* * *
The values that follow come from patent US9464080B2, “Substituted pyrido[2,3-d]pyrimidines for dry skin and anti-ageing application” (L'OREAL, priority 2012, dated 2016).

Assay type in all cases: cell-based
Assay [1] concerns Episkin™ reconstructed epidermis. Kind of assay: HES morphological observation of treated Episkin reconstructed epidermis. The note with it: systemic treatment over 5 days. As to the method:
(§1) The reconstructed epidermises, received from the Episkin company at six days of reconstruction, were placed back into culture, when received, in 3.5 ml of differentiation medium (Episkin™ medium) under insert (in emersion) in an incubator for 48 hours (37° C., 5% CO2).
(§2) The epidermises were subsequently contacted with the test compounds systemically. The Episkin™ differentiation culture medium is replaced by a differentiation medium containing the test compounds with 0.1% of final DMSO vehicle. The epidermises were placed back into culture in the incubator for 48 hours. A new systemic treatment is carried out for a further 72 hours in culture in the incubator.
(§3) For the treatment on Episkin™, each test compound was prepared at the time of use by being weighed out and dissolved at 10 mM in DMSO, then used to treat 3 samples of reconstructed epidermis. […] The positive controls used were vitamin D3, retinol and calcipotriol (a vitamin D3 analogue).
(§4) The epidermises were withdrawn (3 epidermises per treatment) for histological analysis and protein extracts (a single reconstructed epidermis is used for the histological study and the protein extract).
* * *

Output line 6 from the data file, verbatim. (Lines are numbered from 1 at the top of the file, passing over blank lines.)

(§3) For the treatment on Episkin™, each test compound was prepared at the time of use by being weighed out and dissolved at 10 mM in DMSO, then used to treat 3 samples of reconstructed epidermis. […] The positive controls used were vitamin D3, retinol and calcipotriol (a vitamin D3 analogue).